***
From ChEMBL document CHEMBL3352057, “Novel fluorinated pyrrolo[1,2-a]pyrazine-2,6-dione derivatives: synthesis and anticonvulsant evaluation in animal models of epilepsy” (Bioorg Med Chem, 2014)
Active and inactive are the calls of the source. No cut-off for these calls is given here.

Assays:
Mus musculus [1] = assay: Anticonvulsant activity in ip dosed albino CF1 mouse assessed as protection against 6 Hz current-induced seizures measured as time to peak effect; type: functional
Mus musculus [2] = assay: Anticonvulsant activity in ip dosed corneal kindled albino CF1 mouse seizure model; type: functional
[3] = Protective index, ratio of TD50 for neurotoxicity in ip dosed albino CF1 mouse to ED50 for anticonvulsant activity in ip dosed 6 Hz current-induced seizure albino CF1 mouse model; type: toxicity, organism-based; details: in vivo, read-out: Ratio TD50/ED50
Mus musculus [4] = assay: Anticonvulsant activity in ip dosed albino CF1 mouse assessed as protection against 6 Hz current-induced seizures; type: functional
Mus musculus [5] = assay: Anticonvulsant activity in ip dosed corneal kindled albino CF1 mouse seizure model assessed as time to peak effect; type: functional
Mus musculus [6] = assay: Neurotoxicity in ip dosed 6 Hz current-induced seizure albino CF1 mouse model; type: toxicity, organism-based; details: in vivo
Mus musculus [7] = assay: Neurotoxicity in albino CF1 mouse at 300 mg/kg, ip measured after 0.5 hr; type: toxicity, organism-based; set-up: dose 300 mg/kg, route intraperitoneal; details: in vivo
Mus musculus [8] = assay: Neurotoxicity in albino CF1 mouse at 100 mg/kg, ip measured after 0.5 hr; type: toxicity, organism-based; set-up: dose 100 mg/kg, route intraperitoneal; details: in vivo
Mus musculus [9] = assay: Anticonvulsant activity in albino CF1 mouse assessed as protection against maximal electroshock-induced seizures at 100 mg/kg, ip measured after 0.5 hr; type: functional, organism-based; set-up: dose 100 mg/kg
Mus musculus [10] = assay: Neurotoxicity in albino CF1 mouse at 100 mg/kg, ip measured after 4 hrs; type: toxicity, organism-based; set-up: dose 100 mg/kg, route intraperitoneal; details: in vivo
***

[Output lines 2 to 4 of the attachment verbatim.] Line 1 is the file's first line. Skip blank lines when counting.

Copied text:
Active and inactive are the calls of the source. No cut-off for these calls is given here.

Assays:
Mus musculus [1] = assay: Anticonvulsant activity in ip dosed albino CF1 mouse assessed as protection against 6 Hz current-induced seizures measured as time to peak effect; type: functional